Panama: Unrest lingers on despite price and profit caps from the government to alleviate price pressures
Rising fuel and food prices have triggered protests since June. In July, these protests intensified nationwide, resulting in road blockades and strikes organised by several labour unions. President Cortizo reacted with negotiations between the government, labour unions and social organisations to mitigate the nationwide social unrest. The government made several concessions in the past month, such as a decrease in petrol prices and in the prices of 72 staple products and 170 medicines. To achieve the agreed price reductions, the government plans to use subsidies, price limits, profit margin caps and reduced import tariffs.
The national dialogue sessions are expected to continue for several weeks, given there are still several items on the agenda. Though unrest has diminished substantially compared to July, protest groups are keeping pressure on the government, meaning blockades and protests still occasionally arise. As a result, further pricing regulations are likely to be announced in the coming weeks. An unintended consequence of these policies, however, could be product shortages if producers and retailers face losses or negligible profit margins. Moreover, the government’s willingness to yield to protests and the risk of shortages will likely lead to new unrest in the coming months.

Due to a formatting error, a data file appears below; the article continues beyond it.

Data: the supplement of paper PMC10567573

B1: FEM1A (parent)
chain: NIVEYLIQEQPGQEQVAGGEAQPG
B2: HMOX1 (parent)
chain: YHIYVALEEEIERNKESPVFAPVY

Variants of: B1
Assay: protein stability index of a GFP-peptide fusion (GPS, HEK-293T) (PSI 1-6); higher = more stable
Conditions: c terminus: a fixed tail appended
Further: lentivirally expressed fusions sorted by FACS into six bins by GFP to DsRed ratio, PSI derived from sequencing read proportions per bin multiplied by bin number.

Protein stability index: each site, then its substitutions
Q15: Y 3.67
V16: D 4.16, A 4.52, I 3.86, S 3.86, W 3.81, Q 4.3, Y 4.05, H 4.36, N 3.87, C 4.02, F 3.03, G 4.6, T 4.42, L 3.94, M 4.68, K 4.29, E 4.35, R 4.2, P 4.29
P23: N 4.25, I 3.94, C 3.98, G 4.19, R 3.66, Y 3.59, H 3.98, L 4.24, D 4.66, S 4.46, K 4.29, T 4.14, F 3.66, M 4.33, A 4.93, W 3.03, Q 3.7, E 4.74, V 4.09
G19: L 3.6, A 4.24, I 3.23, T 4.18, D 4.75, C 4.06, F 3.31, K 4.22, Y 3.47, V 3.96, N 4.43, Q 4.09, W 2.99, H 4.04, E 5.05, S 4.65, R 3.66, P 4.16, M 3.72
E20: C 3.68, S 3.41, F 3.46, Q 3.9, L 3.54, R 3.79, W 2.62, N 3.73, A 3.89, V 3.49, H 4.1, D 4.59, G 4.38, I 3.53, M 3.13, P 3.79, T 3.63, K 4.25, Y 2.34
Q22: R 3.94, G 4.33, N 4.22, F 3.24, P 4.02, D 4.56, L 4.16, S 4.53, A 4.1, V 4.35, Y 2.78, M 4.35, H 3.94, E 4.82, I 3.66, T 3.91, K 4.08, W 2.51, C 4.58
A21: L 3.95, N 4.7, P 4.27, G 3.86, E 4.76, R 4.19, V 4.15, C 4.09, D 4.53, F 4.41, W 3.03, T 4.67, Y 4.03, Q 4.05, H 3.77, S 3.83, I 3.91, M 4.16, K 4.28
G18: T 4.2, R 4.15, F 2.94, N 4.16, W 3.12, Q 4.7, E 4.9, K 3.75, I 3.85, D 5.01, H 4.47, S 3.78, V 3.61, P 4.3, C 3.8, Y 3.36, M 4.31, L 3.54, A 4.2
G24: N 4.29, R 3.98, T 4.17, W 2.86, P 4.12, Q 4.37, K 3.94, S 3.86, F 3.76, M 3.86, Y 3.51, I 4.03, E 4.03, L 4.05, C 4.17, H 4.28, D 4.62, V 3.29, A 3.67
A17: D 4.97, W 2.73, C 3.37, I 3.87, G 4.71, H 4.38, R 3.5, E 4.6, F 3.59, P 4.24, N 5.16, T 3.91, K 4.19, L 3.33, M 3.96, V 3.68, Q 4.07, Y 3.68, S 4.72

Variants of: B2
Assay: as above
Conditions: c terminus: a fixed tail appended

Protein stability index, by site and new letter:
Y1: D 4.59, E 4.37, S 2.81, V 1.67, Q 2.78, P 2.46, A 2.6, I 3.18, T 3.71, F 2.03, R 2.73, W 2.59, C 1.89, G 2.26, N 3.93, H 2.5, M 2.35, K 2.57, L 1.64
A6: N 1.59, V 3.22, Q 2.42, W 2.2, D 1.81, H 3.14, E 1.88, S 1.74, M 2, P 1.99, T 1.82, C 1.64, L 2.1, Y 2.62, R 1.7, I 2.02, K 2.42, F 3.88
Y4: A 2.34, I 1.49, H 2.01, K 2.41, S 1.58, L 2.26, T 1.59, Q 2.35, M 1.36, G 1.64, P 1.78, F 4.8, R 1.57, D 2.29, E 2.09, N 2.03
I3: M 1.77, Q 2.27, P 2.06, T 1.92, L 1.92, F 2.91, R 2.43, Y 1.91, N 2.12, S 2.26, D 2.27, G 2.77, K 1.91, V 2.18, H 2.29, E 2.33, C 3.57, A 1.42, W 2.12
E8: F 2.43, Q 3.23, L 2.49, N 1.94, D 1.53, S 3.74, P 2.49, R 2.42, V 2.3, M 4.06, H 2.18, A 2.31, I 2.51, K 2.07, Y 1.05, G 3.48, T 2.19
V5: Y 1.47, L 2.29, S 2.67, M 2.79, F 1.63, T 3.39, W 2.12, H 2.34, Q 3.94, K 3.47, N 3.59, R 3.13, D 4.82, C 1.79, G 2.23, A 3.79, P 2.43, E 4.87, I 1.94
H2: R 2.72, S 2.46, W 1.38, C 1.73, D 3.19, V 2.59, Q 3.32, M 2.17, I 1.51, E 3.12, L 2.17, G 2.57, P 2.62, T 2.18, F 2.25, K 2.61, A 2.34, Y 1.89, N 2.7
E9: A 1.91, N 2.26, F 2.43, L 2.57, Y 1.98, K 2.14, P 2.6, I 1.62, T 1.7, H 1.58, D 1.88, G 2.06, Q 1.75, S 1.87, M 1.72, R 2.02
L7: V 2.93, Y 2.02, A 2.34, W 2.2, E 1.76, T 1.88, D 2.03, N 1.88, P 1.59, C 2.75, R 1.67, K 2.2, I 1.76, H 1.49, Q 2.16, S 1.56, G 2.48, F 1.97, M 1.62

Despite the difficult political context, the ST political risk rating (in category 2/7) shows robustness thanks to the adequate level of foreign exchange reserves and relatively low short-term external debt. The business environment risk could be downgraded in the coming months if the unrest significantly hurts the currently projected strong economic growth of 6.3% in 2022 or if inflation increases considerably (inflation was at 3.5% in July, which is rather low compared to Panama’s Central American neighbours). As for the MLT political risk rating, it is expected to stay in a stable 3/7 category at this stage. Moreover, public finances are relatively moderate (public debt is forecast at around 59% of GDP by the end of 2022), leaving room for some concessions.
Analyst: Jolyn debuysscher – email@example.com